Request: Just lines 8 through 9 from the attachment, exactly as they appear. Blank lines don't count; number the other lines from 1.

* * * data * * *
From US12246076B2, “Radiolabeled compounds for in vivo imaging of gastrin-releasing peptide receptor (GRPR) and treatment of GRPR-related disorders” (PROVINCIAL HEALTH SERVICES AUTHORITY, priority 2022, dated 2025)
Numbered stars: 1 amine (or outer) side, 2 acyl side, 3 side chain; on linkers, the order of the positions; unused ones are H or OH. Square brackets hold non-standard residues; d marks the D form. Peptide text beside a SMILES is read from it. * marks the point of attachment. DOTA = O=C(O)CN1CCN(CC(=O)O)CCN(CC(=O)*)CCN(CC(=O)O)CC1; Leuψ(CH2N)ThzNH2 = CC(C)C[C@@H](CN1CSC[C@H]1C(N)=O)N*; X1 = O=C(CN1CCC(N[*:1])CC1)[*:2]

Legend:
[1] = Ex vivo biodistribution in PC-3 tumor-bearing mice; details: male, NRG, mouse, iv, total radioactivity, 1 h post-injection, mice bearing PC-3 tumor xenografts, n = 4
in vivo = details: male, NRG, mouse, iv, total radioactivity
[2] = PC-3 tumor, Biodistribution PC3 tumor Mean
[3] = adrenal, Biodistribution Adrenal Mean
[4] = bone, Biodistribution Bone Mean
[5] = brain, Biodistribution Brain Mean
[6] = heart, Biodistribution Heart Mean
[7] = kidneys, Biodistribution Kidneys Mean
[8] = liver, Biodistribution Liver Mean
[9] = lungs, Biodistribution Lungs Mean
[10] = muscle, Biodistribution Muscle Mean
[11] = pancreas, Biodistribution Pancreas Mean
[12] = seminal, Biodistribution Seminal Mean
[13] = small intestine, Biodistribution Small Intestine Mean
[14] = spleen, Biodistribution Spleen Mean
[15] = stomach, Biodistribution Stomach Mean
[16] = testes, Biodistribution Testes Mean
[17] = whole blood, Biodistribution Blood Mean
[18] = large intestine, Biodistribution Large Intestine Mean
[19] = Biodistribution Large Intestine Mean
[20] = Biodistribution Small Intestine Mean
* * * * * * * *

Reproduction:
[4] = bone, Biodistribution Bone Mean
[5] = brain, Biodistribution Brain Mean